Based on Grace: Christian writer Tim Kimmel to speak at event

Published on Friday, 18 October 2013 21:14 - Written by By Rebecca Hoeffner rhoeffner@tylerpaper.com

EDITOR’S NOTE: Dr. Tim Kimmel is a popular speaker and author. He will be speaking at the Boys and Girls Club of East Texas’ upcoming Champions of Youth event at 7 p.m. on Tuesday. Call 903-593-9211 for more information. This interview has been edited for length.

 

Q: I would say one of your most popular books is “Grace Based Parenting.” How would you say that “grace based parenting” is different from traditional parenting?

A: Grace-based parenting is giving your kids something they desperately need but don’t necessarily deserve at the moment, they might not even deserve period. It’s committing ourselves to loving them no matter what and getting them through wherever they are, without wanting to write them off. Traditional parenting is, like it or not, often distilled down to a performance. We have expectations of our children, they have expectations of us, we put each other on these performance standards and when we fall short, we let each other know how disappointed we are. And so, it’s kind of a no-win situation, because we all walk around with feet of clay; none of us measure up to what we wish we could be. On top of that, life comes at us extremely fast and I don’t think the culture that surrounds us is necessarily our friend when it comes to raising kids. All that just says that unless we have a counter-intuitive plan to bring the best out of our kids whether they’re showing us their best, no matter what. I distill grace based parenting down to one sentence: It’s simply ‘Treat your kids the way God treats His kids.’ Here’s an example: If you are a child of God’s and you really messed up, and you come to Him and you’re sorry, does He guilt you? Does He shame you? Does He remind you the price He had to pay to give you any kind of life? No, He doesn’t do any of that stuff.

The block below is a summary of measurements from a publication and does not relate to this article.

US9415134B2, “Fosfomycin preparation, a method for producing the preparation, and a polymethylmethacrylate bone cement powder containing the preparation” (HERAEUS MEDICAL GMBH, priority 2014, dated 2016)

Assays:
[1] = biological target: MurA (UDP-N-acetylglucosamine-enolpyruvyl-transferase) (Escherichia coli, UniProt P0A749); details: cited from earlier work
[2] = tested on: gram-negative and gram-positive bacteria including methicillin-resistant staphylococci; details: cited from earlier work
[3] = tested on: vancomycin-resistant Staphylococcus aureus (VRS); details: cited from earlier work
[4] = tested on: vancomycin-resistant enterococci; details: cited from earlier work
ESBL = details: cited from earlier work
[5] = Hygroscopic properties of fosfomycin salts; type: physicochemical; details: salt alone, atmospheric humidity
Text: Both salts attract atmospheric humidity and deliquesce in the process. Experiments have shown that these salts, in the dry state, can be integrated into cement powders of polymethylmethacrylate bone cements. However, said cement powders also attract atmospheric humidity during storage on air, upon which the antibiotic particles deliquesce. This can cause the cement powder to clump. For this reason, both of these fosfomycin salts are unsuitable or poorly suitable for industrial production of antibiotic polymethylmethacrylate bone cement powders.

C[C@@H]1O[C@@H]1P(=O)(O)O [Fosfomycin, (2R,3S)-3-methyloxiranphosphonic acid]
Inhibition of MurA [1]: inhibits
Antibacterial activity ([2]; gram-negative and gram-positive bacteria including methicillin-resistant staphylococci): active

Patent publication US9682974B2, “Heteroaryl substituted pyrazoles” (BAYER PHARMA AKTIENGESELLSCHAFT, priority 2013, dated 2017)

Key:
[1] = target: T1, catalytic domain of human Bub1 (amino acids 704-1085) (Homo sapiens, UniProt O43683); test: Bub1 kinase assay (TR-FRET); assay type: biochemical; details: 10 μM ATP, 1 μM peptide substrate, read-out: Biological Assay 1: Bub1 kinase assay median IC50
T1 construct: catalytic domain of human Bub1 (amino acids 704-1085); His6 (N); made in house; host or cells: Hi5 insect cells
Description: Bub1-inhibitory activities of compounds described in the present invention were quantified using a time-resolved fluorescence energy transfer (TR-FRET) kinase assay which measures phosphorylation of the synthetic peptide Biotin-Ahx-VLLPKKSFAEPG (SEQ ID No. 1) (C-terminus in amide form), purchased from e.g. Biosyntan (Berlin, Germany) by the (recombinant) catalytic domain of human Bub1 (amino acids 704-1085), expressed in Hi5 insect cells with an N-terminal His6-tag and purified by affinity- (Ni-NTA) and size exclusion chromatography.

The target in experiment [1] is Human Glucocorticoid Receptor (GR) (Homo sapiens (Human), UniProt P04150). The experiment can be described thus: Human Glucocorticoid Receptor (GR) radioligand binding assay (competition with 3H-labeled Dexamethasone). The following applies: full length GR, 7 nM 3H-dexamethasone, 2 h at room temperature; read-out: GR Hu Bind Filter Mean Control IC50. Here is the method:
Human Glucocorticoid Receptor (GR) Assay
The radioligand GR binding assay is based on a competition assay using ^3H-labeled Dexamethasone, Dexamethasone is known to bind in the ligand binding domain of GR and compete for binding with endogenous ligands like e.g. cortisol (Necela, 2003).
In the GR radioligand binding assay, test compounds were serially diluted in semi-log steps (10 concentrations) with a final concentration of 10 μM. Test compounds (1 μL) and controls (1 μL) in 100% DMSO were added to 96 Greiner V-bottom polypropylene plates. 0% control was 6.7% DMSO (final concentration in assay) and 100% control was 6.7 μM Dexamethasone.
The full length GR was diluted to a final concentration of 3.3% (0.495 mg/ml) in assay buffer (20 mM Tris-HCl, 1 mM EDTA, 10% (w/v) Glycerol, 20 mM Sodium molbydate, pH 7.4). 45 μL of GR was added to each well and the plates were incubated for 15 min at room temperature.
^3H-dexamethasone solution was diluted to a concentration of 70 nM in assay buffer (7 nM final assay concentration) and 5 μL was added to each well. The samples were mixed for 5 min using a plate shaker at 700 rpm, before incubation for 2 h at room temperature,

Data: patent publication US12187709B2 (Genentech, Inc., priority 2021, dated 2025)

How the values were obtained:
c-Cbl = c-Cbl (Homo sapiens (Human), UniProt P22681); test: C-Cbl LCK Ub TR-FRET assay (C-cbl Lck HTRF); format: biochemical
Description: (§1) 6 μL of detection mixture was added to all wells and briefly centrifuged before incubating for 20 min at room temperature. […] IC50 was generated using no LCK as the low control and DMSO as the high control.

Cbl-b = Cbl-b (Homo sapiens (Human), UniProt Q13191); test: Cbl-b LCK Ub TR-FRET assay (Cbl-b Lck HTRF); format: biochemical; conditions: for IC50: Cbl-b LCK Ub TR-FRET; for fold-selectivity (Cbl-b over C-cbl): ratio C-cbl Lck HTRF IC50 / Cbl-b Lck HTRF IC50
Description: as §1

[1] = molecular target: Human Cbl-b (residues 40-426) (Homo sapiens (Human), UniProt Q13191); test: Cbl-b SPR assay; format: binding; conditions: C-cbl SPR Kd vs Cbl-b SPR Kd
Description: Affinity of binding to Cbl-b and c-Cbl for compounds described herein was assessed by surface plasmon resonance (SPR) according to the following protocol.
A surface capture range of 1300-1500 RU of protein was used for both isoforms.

Q: Does that still leave room for discipline?

A: Well, I’m glad you asked that question, because oftentimes people confuse grace with the word “nice.” By the way, many times it is nice, but discipline is a form of grace. It’s saying “I love you too much to stand idly by and watch you self-destruct,” or “I love you too much to watch you waste all your potential. No, I’m going to stand on your air hose, I’m going to redirect your actions, because I believe too much in you, there’s just too much at risk for me not to.” So often, people assume that grace and discipline are in two different realms, and they’re not. They’re one and the same.

I come from a Christian point-of-view. If Jesus is dealing with us in grace, did He throw the rulebook overboard when He developed a relationship with us? No. Are there still consequences when we step out of line, even with Jesus? Of course. He’s 100 percent gracious to us, and yet He holds to those standards, but everything He’s doing is because of His love for us, and His desire to bring us to a better situation than the one we’re in.

Whereas, if I’m just a parent who’s just exasperated, I’m out of ideas, I’m out of patience — and on top of that, I’ve got my own issues that tick me off — many times, my punitive response has nothing to do with discipline and correction, it has everything to do with getting even. That’s not grace, and that’s destructive. Long-term, it can be evil, even criminal. And that’s why there’s got to be a safe-haven for children who are underserved or come from homes that, for whatever reason, have just a lot of added stress to their family dynamic. There’s got to be a safe place where they can come and work through all the junk in their life.